Monday musings on Australian literature: Silly names for the silly season

Burrumbuttock sign

22 kms to Burrumbuttock (Courtesy: Carolyn I)

It’s nearing Christmas, and I’m getting busy, so today’s Monday musings will be short …

Ever since I started this blog series, I have wanted to write about Australian place names. We are not, I know, the only country to have interesting or fun place names – and I’d love it if you shared your favourites in the comments – but we do have some good’uns Downunder.

Names to make your tonsils chatter

(From “Patter”, by Ronald Oliver Brierley)

Oodnadatta and Parramatta are just the beginning. What about Cabramatta, Wangaratta and Coolangatta? And then there’s Woolloomooloo. You have to concentrate to spell that one! (It’s a bit like, I suppose, Mississippi, isn’t it?) Many of these places appear in Lucky Starr‘s tongue twisting “I’ve been everywhere” song. You can listen to it online if you like… I love all these names. They tend to sound silly and poetic at the same time, and because of this many of them have found (and still find) their way into Australian verse and song.

Kurri Kurri Hotel

Kurri Kurri Hotel, Kurri Kurri, NSW

But, there is a type of name that is rather endemic here, and that is the reduplicated place name. The best known one is probably Wagga Wagga – “Don’t call Wagga Wagga Wagga”* – but it’s just one of many. Here are some of my favourites: Bong Bong, Drik Drik, Gatum Gatum, Grong Grong, Kurri Kurri, Tilba Tilba and Woy Woy. You can find more in Wikipedia. English comedian Spike Milligan‘s parents moved to Woy Woy in the 1950s, and Spike wasn’t above making fun of the town. In his novel Puckoon, he wrote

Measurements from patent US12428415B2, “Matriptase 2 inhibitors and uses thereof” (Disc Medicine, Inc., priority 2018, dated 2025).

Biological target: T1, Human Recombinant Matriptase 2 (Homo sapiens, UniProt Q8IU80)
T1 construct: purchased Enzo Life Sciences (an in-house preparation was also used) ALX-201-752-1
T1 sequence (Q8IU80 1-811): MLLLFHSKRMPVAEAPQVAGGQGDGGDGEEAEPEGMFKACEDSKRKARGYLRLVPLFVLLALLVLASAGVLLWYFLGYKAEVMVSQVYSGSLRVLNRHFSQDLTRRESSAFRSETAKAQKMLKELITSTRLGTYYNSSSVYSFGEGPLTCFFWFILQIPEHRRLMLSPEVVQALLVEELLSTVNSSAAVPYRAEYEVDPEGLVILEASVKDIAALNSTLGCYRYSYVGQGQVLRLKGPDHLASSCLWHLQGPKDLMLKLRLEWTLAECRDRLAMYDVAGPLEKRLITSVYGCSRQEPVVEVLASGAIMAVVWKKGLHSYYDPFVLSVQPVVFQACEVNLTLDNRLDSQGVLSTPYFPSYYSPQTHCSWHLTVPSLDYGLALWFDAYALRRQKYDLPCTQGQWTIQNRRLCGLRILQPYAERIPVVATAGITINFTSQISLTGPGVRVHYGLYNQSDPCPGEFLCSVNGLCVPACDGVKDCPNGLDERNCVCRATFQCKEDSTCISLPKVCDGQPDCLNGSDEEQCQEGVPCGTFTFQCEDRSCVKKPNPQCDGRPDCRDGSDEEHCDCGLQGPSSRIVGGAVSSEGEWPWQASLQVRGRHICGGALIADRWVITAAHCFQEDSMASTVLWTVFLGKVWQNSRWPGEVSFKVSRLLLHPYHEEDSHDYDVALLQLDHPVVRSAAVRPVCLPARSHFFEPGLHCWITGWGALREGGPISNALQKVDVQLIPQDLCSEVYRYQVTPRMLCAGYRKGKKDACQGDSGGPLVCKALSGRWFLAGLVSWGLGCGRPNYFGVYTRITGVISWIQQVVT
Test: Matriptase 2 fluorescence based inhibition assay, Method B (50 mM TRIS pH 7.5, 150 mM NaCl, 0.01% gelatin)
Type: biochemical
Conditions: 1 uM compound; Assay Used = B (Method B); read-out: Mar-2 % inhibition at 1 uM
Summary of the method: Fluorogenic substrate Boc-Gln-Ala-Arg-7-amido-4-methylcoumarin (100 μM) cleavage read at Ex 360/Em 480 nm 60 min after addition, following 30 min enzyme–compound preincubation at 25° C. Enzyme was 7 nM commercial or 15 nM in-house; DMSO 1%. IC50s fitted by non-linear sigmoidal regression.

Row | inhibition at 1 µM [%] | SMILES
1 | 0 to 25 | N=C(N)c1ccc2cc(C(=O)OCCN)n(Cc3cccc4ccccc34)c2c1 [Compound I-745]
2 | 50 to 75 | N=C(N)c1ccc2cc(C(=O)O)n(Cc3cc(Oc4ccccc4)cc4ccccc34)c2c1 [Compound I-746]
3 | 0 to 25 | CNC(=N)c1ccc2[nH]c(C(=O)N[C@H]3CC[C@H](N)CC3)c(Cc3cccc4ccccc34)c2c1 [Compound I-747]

There is, somewhere in the steaming bush of Australia, a waterside town called Woy Woy (Woy it is called Woy Woy Oi will never know).

Finally, in a related but somewhat different vein, is the poem, “The Integrated Adjective” about the great Australian adjective. If you don’t know what that is, you soon will. The poem was written by John O’Grady, who wrote, under the pseudonym Nino Culotta, the 1957 novel, They’re a weird mob, a comic tale of an Italian migrant’s struggles to understand and fit into his new country. Anyhow, “The Integrated Adjective” is set in a bar and is the narrator’s record of the bar-time talk he overhears:

“…. Been off the bloody booze,
Up at Tumba-bloody-rumba shootin’ kanga-bloody-roos.”

Now the bar was pretty quiet, and everybody heard
The peculiar integration of this adjectival word.

The town of course is really Tumbarumba, but do we let that spoil our story here? Abso-bloody-lutely not!

*Song by Greg Champion and Jim Haynes.

28 thoughts on “Monday musings on Australian literature: Silly names for the silly season

  1. The Yarra River was originally, in English, the Yarra Yarra. I checked Wikipedia and found this quote from the man who named it: